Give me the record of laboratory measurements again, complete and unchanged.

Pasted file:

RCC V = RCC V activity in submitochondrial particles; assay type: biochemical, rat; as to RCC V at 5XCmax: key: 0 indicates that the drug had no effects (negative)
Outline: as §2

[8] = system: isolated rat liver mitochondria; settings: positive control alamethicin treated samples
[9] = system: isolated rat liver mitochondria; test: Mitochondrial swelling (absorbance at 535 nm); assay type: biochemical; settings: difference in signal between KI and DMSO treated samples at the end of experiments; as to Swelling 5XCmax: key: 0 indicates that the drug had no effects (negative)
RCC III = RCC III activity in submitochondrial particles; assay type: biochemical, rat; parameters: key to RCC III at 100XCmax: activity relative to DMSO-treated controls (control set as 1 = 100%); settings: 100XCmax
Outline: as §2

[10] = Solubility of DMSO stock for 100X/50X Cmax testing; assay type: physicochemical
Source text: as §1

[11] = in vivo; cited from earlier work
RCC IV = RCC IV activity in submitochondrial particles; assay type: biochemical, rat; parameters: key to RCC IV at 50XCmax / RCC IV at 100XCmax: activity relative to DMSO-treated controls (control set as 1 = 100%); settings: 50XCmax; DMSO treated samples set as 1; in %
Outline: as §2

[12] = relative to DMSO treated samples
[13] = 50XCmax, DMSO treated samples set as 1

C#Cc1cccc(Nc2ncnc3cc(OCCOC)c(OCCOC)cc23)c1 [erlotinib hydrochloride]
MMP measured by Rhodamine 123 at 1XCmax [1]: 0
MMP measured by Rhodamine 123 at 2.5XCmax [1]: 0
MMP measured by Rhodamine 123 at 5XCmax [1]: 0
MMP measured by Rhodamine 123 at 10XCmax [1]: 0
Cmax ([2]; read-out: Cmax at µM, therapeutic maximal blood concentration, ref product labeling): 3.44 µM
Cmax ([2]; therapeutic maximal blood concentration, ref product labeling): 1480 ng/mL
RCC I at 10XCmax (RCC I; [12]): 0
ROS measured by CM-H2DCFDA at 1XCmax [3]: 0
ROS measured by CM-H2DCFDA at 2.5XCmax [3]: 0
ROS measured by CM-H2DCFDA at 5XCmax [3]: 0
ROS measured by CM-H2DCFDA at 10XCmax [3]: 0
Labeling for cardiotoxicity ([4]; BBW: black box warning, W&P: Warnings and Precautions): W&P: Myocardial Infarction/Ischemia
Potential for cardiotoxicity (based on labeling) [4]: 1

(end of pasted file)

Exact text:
RCC V = RCC V activity in submitochondrial particles; assay type: biochemical, rat; as to RCC V at 5XCmax: key: 0 indicates that the drug had no effects (negative)
Outline: as §2

[8] = system: isolated rat liver mitochondria; settings: positive control alamethicin treated samples
[9] = system: isolated rat liver mitochondria; test: Mitochondrial swelling (absorbance at 535 nm); assay type: biochemical; settings: difference in signal between KI and DMSO treated samples at the end of experiments; as to Swelling 5XCmax: key: 0 indicates that the drug had no effects (negative)
RCC III = RCC III activity in submitochondrial particles; assay type: biochemical, rat; parameters: key to RCC III at 100XCmax: activity relative to DMSO-treated controls (control set as 1 = 100%); settings: 100XCmax
Outline: as §2

[10] = Solubility of DMSO stock for 100X/50X Cmax testing; assay type: physicochemical
Source text: as §1

[11] = in vivo; cited from earlier work
RCC IV = RCC IV activity in submitochondrial particles; assay type: biochemical, rat; parameters: key to RCC IV at 50XCmax / RCC IV at 100XCmax: activity relative to DMSO-treated controls (control set as 1 = 100%); settings: 50XCmax; DMSO treated samples set as 1; in %
Outline: as §2

[12] = relative to DMSO treated samples
[13] = 50XCmax, DMSO treated samples set as 1

C#Cc1cccc(Nc2ncnc3cc(OCCOC)c(OCCOC)cc23)c1 [erlotinib hydrochloride]
MMP measured by Rhodamine 123 at 1XCmax [1]: 0
MMP measured by Rhodamine 123 at 2.5XCmax [1]: 0
MMP measured by Rhodamine 123 at 5XCmax [1]: 0
MMP measured by Rhodamine 123 at 10XCmax [1]: 0
Cmax ([2]; read-out: Cmax at µM, therapeutic maximal blood concentration, ref product labeling): 3.44 µM
Cmax ([2]; therapeutic maximal blood concentration, ref product labeling): 1480 ng/mL
RCC I at 10XCmax (RCC I; [12]): 0
ROS measured by CM-H2DCFDA at 1XCmax [3]: 0
ROS measured by CM-H2DCFDA at 2.5XCmax [3]: 0
ROS measured by CM-H2DCFDA at 5XCmax [3]: 0
ROS measured by CM-H2DCFDA at 10XCmax [3]: 0
Labeling for cardiotoxicity ([4]; BBW: black box warning, W&P: Warnings and Precautions): W&P: Myocardial Infarction/Ischemia
Potential for cardiotoxicity (based on labeling) [4]: 1